Myth: Space is never reused in an index

Tom Kyte elaborates on the myth that space is never reused in an index.

This excerpt is from Tom Kyte's new book Expert Oracle Database Architecture: 9i and 10g Programming Techniques and Solutions, published by Apress in September 2005. Tom Kyte is Vice President of the Core Technologies Group at Oracle and has been using Oracle since 1988. To see other frequently asked questions and myths about indexes, click here.

This is a myth that I would like to dispel once and for all. Space is reused in an index. The myth goes like this: you have a table, T, in which there is a column, X. At some point, you put the value X = 5 in the table. Later you delete it. The myth is that the space used by X = 5 will not be reused unless you put X = 5 back into the index later. The myth states that once an index slot is used, it will be there forever and can be reused only by the same value. A corollary to this is the myth that free space is never returned to the index structure, and a block will never be reused. Again, this is simply not true.

The first part of the myth is trivial to disprove. All we need to do is to create a table like this:

ops$tkyte@ORA10GR1> create table t ( x int, constraint t_pk primary key(x) );
Table created.

ops$tkyte@ORA10GR1> insert into t values (1);
1 row created.

ops$tkyte@ORA10GR1> insert into t values (2);
1 row created.

ops$tkyte@ORA10GR1> insert into t values (9999999999);
1 row created.

ops$tkyte@ORA10GR1> analyze index t_pk validate structure;
Index analyzed.

ops$tkyte@ORA10GR1> select lf_blks, br_blks, btree_space
2 from index_stats;

LF_BLKS        BR_BLKS       BTREE_SPACE
------------- -------------  ----------------------
            1             0                   7996

So, according to the myth, if I delete from T where X = 2, that space will never be reused unless I reinsert the number 2. Currently, this index is using one leaf block of space. If the index key entries are never reused upon deletion, and I keep inserting and deleting and never reuse a value, this index should grow like crazy. Let's see:

ops$tkyte@ORA10GR1> begin
   2                 for i in 2 .. 999999
   3                 loop
   4                           delete from t where x = i;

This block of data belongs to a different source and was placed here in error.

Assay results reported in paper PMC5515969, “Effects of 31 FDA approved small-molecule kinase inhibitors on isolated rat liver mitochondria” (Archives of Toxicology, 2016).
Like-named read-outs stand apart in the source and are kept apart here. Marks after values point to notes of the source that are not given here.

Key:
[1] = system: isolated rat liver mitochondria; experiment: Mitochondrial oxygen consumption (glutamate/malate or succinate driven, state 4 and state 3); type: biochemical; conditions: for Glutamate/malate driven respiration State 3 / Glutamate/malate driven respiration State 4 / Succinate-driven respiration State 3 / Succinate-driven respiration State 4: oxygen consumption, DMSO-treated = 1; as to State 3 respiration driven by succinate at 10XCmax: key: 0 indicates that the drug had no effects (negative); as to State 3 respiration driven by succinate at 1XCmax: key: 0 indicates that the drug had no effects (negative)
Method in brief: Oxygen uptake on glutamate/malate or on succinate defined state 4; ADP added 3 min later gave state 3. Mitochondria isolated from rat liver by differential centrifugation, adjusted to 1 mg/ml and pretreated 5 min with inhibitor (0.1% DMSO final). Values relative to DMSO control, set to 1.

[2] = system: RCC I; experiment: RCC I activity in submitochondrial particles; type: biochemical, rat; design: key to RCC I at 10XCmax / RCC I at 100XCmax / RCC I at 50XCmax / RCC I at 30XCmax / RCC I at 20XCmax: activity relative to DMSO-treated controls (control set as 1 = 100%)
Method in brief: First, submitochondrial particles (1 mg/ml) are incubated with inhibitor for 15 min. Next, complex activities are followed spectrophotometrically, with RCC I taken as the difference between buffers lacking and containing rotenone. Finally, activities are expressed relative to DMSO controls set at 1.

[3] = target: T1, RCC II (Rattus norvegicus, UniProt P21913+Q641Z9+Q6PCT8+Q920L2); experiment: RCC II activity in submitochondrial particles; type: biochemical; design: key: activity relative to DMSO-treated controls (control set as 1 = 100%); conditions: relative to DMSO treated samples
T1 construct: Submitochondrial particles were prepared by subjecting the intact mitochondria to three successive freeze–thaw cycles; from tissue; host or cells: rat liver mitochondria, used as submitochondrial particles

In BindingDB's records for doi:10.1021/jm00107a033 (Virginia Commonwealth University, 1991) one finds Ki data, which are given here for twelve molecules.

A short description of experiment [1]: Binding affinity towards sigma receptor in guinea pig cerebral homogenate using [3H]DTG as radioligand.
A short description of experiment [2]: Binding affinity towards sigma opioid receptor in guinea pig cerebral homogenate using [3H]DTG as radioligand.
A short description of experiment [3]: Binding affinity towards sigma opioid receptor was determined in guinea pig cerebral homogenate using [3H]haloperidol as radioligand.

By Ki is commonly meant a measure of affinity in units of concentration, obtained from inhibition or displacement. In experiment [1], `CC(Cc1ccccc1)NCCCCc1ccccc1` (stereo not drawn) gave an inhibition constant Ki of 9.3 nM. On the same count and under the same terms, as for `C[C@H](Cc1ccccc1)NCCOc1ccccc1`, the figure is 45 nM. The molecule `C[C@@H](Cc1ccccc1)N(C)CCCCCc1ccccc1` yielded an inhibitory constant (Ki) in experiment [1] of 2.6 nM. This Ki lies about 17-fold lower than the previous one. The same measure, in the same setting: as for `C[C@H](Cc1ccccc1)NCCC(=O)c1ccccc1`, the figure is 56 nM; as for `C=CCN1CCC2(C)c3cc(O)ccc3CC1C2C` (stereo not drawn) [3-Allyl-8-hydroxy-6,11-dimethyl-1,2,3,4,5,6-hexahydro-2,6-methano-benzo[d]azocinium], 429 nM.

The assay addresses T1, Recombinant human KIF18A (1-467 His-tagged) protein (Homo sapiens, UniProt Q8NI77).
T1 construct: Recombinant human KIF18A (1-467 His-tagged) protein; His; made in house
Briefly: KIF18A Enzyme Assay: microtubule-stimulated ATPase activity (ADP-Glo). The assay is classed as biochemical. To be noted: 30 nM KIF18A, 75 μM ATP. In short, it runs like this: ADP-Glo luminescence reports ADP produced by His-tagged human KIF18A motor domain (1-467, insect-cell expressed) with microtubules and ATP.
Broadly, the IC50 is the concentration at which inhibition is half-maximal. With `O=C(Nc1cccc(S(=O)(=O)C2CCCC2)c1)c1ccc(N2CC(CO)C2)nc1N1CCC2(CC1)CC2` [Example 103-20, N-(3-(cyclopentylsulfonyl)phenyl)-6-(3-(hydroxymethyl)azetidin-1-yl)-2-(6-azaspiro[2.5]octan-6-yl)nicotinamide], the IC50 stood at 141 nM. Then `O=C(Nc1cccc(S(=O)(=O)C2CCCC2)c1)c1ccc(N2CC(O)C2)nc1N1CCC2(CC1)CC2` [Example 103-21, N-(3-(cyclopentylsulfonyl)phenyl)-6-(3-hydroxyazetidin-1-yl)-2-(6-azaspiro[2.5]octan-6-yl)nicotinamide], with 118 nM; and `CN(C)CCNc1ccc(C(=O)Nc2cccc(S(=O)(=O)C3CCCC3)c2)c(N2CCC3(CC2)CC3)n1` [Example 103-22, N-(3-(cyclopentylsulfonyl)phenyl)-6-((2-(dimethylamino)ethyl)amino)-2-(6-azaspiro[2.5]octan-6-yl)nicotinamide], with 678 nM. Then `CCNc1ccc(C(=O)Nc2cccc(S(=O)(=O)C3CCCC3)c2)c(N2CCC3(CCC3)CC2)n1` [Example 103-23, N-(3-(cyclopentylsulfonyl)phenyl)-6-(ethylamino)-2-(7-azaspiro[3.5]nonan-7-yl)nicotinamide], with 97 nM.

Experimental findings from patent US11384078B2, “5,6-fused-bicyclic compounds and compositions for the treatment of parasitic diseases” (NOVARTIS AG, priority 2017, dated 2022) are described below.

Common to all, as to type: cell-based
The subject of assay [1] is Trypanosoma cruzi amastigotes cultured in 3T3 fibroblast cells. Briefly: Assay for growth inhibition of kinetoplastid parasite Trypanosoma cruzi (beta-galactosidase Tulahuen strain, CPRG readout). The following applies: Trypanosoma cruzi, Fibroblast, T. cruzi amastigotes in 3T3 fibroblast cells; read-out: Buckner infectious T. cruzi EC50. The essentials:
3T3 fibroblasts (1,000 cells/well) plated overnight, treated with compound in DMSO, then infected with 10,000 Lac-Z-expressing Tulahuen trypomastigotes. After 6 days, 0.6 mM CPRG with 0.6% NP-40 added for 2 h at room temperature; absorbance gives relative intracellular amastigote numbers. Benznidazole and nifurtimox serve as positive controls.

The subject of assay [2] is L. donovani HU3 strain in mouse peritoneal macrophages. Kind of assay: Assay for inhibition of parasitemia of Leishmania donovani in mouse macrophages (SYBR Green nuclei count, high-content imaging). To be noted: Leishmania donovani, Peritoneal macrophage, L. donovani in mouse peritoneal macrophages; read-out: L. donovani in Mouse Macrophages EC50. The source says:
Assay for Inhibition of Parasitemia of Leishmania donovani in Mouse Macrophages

5                           commit;
   6                           insert into t values (i+1);
   7                           commit;
   8                 end loop;
   9   end;
 10   /
PL/SQL procedure successfully completed.

ops$tkyte@ORA10GR1> analyze index t_pk validate structure;
Index analyzed.

ops$tkyte@ORA10GR1> select lf_blks, br_blks, btree_space
2 from index_stats;

LF_BLKS        BR_BLKS       BTREE_SPACE
------------- -------------  ----------------------
            1             0                  7996

This shows the space in the index was reused. As with most myths, however, there is a nugget of truth in there. The truth is that the space used by that initial number 2 (in between 1 and 9,999,999,999) would remain on that index block forever. The index will not "coalesce" itself. This means if I load a table with values 1 to 500,000 and then delete every other row (all of the even numbers), there will be 250,000 "holes" in the index on that column. Only if I reinsert data that will fit onto a block where there is a hole will the space be reused. Oracle will make no attempt to "shrink" or compact the index. This can be done via an ALTER INDEX REBUILD or COALESCE command. On the other hand, if I load a table with values 1 to 500,000 and then delete from the table every row where the value was 250,000 or less, I would find the blocks that were cleaned out of the index were put back onto the freelist for the index. This space can be totally reused.